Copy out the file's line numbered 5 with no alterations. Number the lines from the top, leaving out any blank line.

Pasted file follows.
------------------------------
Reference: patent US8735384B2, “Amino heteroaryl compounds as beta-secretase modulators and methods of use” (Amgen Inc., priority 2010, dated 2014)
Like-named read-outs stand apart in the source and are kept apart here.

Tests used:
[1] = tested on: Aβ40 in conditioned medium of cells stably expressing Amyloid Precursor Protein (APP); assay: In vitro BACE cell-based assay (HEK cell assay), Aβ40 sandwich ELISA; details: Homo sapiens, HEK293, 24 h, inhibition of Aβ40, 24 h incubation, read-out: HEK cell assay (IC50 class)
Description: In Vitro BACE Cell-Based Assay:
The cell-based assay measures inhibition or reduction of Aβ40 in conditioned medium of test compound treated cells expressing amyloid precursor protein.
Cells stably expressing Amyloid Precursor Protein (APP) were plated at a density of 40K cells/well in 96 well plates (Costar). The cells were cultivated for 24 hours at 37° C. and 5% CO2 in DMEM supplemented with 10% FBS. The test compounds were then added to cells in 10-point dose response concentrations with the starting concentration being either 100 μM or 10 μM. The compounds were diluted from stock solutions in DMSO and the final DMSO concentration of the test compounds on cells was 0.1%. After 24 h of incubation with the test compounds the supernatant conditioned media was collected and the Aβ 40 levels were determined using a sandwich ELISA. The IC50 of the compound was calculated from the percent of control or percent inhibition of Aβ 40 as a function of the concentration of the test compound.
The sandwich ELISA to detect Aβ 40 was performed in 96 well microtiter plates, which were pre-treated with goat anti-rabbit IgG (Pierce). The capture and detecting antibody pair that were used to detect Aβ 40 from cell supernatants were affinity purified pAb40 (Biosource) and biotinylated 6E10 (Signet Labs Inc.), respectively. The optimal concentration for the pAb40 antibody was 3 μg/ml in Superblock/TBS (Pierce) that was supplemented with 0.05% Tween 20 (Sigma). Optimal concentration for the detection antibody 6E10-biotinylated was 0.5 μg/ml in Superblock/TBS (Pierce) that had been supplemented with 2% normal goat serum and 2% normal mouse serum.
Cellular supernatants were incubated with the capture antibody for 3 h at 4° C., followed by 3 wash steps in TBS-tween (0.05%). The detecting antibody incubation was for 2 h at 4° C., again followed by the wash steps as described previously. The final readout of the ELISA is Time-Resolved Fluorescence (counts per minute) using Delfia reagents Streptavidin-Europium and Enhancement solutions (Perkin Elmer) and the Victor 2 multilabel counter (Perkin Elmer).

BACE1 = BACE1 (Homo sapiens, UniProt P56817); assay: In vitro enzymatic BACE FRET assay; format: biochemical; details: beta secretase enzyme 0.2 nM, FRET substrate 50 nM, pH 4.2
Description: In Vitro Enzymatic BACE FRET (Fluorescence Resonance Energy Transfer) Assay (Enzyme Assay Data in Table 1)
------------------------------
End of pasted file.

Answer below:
Description: In Vitro BACE Cell-Based Assay: